Bundesliga return delayed by German government

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The German Bundesliga will not return on May 9 as previously hoped after the German government delayed a decision on the league's return until next week.

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Chancellor Angela Merkel and the heads of the federal states held a video summit on Thursday to discuss the impact of the coronavirus on the country.

The head of chancellery, Helge Braun, and the federal state chancelleries are now set to bring in a draft resolution for the next "Bund and Lander" meeting between Merkel and the leaders of the federal states on May 6, Sportschau said.

Last week, the German Football League (DFL) said it would be ready to return on May 9, adding that it was not in their hands but those of politicians.

With the decision of a possible Bundesliga return now delayed until next week, the restart on May 9 is off the table.

"The DFL of course accepts that today no decision was made on the resumption of Bundesliga and Bundesliga 2," the German Football League said in a statement on Twitter, adding that the league and clubs will continue their preparations for restart of the season in May.

Earlier this week, sources told ESPN that clubs are confident the Bundesliga will return in May, regardless of what would be decided at the video summit.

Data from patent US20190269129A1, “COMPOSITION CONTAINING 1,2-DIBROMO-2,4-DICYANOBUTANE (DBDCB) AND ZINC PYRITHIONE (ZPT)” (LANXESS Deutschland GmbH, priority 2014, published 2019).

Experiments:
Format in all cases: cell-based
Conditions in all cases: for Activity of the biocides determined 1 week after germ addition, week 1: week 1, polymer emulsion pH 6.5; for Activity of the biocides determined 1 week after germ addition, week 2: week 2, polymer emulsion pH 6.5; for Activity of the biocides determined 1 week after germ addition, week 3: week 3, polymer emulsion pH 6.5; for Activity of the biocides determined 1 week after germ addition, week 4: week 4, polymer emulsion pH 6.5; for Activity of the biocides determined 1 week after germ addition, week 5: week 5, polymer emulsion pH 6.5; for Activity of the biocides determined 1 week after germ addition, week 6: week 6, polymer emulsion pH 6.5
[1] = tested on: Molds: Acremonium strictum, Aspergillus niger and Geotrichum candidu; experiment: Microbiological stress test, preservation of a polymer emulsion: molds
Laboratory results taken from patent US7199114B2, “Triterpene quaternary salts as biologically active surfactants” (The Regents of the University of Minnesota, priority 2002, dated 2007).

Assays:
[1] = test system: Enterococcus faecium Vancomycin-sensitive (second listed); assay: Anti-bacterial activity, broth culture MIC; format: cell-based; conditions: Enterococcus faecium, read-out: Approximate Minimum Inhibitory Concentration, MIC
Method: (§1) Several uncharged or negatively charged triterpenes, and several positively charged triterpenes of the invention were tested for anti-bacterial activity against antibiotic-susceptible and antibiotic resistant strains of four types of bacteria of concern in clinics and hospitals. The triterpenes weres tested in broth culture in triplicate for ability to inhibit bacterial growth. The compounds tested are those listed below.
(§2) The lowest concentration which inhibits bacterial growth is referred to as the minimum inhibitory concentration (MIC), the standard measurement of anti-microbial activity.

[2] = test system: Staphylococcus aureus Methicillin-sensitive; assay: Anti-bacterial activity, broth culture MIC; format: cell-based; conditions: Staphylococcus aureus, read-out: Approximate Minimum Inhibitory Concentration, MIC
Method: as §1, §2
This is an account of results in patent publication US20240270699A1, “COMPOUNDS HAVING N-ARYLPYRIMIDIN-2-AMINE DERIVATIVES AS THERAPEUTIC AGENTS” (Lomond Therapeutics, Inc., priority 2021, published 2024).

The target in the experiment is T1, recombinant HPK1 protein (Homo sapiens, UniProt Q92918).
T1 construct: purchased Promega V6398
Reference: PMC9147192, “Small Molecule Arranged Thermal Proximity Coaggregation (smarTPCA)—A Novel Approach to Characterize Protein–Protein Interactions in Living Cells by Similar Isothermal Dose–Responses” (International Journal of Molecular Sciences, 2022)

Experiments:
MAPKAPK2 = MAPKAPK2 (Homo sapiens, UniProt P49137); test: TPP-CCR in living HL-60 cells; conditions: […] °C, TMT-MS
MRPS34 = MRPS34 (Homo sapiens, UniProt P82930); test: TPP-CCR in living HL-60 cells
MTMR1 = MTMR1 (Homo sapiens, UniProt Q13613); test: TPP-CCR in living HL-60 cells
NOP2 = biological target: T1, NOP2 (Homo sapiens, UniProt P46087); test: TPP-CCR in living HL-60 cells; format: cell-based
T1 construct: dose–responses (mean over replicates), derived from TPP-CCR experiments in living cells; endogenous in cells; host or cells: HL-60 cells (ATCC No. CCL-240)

The league, which last played in early March, still has nine match days left to complete the season.

Bundesliga clubs continue to train in small groups but have yet to resume full team training and some coaches have called for at least 10 days of team training before the first match will be played.

The DFL confirmed on Thursday that they have begun testing Bundesliga and Bundesliga 2 players for the coronavirus.

Players and staff from each club will be tested up to two times a week, an estimated total of 20,000 tests until the end of June, taking up less than 0.4% of Germany's current weekly testing capacity.

German football wants to finish the season by June 30 to avoid running into legal trouble with loan deals and contracts ending that day.

The DFL, which represents the 36 clubs of the upper two tiers, and its CEO, Christian Seifert, had argued that 56,000 jobs in football were at stake, and Borussia Dortmund CEO Hans-Joachim Watzke warned that a return in June might come too late for football.

While the league's precautions to prevent the coronavirus were approved at the sports ministers conference as well as by the ministry of labour, some decision makers felt the time was not right to discuss a Bundesliga return ahead of other measures.

"Playgrounds closed, kindergartens closed, Bundesliga is back. It just doesn't fit," Brandenburg's minister president, Dietmar Woidke, said on RBB Radio earlier on Thursday.

Stephan Weil, Woidke's Lower-Saxony counterpart, explained on ARD TV that he does not believe it's "justifiable Bundesliga resumes and we have no perspective for kids or mass sports."